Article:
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This is a question Sporting Woe

In which we ask a bunch of pasty-faced shut-ins about their exploits on the sports field. How bad was it for you?

Thanks to scarpe for the suggestion.

(, Thu 19 Apr 2012, 13:40)
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I'd had two little accidents as a teenager; a car crash and an incident with some stairs.
These had left both of my shoulders rather weak; dislocations will do that to a the feeble frame of a growing child.

But my wiriness and spurts of energy were enough to get me onto the school rugby team. I have no idea what position I played, but I was in that line that ran all the way across the field, and my lithe figure was able to twist and squirm out of the grasp of the heavier teenagers, especially those whose hormones were giving them a really hard time.

But come one muddy October afternoon, the PE master announced that one of the regular boys was off sick, and someone from the back row had to come forward and make up the scrum. Which is how a pathetic 8-stone 15-year-old version of myself was wedged in the middle of a mass of sweaty, stinking teen meat, with a beefy head wedged under each armpit.

The ball was chucked in, and the frenzied lurching and kicking began as the scrum heaved this way and that, ankles stabbing at the ball.

Until someone lost their grip on the muddy field, and our side started to topple. The opponents pushed harder, feeling the scrum give, and with a mighty bellow the scrum surged and we all went over, collapsing in a heap of stripy shirts and mud-spattered knees.

People picked themselves up and grinned through gum shields as the PE master blew his whistle. But down at the bottom of the pile, half man half mud I lay there, my two arms pushed to the wrong side of my shoulder blades. As the scrum went over, I'd managed to have both of my arms dislocated simultaneously.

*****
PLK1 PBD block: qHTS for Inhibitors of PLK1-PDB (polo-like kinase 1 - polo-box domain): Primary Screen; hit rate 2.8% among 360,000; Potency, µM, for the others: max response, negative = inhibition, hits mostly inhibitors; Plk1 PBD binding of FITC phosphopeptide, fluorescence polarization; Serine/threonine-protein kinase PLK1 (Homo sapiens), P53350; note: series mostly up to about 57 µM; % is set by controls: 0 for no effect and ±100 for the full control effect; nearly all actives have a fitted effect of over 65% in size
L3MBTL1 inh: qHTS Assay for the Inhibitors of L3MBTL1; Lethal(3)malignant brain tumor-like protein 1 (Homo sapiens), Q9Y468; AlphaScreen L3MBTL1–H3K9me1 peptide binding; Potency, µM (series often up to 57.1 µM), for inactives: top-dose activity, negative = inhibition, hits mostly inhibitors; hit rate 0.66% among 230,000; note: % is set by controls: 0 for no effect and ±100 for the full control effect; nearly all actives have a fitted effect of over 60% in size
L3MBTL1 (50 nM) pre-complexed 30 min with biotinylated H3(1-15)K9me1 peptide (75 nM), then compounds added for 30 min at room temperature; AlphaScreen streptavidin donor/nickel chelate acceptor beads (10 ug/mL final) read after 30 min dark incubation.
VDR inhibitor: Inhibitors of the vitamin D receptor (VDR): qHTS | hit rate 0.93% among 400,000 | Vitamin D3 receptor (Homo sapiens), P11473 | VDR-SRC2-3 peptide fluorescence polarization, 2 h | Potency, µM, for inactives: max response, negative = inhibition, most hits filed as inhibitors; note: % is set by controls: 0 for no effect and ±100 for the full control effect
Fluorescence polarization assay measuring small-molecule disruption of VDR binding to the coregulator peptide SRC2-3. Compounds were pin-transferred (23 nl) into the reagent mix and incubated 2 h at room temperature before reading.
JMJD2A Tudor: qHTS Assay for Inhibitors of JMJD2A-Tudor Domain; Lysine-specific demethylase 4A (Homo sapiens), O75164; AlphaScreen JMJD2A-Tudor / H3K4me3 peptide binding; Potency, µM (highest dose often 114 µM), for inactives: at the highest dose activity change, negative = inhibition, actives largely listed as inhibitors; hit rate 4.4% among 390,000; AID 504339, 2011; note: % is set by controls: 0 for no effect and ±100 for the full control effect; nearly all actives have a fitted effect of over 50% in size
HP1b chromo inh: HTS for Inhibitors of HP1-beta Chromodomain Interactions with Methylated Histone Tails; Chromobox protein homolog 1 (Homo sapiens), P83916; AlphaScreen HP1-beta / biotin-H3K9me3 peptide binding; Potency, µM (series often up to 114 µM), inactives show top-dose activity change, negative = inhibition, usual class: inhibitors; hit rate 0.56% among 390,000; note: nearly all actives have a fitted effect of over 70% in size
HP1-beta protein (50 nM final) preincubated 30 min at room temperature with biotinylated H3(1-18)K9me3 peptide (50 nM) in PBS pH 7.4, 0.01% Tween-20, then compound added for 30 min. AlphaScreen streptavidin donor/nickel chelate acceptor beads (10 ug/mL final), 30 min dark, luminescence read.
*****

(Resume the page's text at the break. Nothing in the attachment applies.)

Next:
The sight was not unlike a badly-swatted fly, legs still ineffectively twitching as the main carapace lay crushed and broken. The sports class gathered round, silent in sympathy until the PE master gathered his wits and took charge.

"Kemp, Wilson, help him up!" he barked as the two fattest kids game forward and got me upright. "Now grab his left arm; Bourne, Hussey, take his right," and I felt my wrists clamped tightly by the sweaty, clammy hands of my colleagues, held aloft like a rugby-playing Jesus.

The PE Master stood uncomfortably close to me, and looked me in the eye. In a stern voice he told me to take a deep breath, and as I did so he lunged forward with both palms flat, throwing his entire weight against my ribcage.

I can still hear the crunching sounds, 15 years later.
(, Thu 19 Apr 2012, 15:03, 5 replies)
PE master..?
"I am the PE master, cower before me!!"
(, Thu 19 Apr 2012, 15:12, closed)
All Boys Grammar School, dontcha know.
We had 7 PE Masters, all of them pricks.
(, Thu 19 Apr 2012, 15:21, closed)
I have my own story to tell about dislocations, but like this one, it's rather nasty.

It could have been worse, as trapping nerves when relocating like this can be even more painful than the dislocation, as you probably well know.
(, Thu 19 Apr 2012, 15:19, closed)
They never fully recovered, they still pop out every know and then if I'm not careful
Pinched the nerve a few times (agony!) but never trapped it, thank fuck.
(, Thu 19 Apr 2012, 15:21, closed)
I don't know if you've got kids
But I can imagine them tugging on your arms one day, and... :-(
(, Thu 19 Apr 2012, 15:27, closed)

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